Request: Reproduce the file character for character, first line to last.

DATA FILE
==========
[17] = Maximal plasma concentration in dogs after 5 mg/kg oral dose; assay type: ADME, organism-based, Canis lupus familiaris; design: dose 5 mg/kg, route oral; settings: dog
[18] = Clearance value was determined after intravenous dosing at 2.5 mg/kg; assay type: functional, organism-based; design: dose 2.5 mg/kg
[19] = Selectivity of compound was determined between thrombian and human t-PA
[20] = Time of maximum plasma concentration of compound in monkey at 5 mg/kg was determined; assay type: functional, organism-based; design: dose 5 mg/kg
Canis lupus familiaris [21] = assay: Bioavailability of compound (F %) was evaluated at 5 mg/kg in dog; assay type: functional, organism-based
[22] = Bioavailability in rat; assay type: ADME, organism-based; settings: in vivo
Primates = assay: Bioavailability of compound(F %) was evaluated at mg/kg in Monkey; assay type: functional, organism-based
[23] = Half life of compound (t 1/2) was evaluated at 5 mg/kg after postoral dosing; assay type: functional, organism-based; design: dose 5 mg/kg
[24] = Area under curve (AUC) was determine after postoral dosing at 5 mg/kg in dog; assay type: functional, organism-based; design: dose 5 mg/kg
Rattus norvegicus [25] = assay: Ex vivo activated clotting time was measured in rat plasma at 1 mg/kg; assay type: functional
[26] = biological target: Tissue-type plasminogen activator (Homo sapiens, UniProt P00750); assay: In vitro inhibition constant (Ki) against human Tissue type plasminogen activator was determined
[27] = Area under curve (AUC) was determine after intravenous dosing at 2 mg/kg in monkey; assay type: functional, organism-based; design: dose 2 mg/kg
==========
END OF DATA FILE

[17] = Maximal plasma concentration in dogs after 5 mg/kg oral dose; assay type: ADME, organism-based, Canis lupus familiaris; design: dose 5 mg/kg, route oral; settings: dog
[18] = Clearance value was determined after intravenous dosing at 2.5 mg/kg; assay type: functional, organism-based; design: dose 2.5 mg/kg
[19] = Selectivity of compound was determined between thrombian and human t-PA
[20] = Time of maximum plasma concentration of compound in monkey at 5 mg/kg was determined; assay type: functional, organism-based; design: dose 5 mg/kg
Canis lupus familiaris [21] = assay: Bioavailability of compound (F %) was evaluated at 5 mg/kg in dog; assay type: functional, organism-based
[22] = Bioavailability in rat; assay type: ADME, organism-based; settings: in vivo
Primates = assay: Bioavailability of compound(F %) was evaluated at mg/kg in Monkey; assay type: functional, organism-based
[23] = Half life of compound (t 1/2) was evaluated at 5 mg/kg after postoral dosing; assay type: functional, organism-based; design: dose 5 mg/kg
[24] = Area under curve (AUC) was determine after postoral dosing at 5 mg/kg in dog; assay type: functional, organism-based; design: dose 5 mg/kg
Rattus norvegicus [25] = assay: Ex vivo activated clotting time was measured in rat plasma at 1 mg/kg; assay type: functional
[26] = biological target: Tissue-type plasminogen activator (Homo sapiens, UniProt P00750); assay: In vitro inhibition constant (Ki) against human Tissue type plasminogen activator was determined
[27] = Area under curve (AUC) was determine after intravenous dosing at 2 mg/kg in monkey; assay type: functional, organism-based; design: dose 2 mg/kg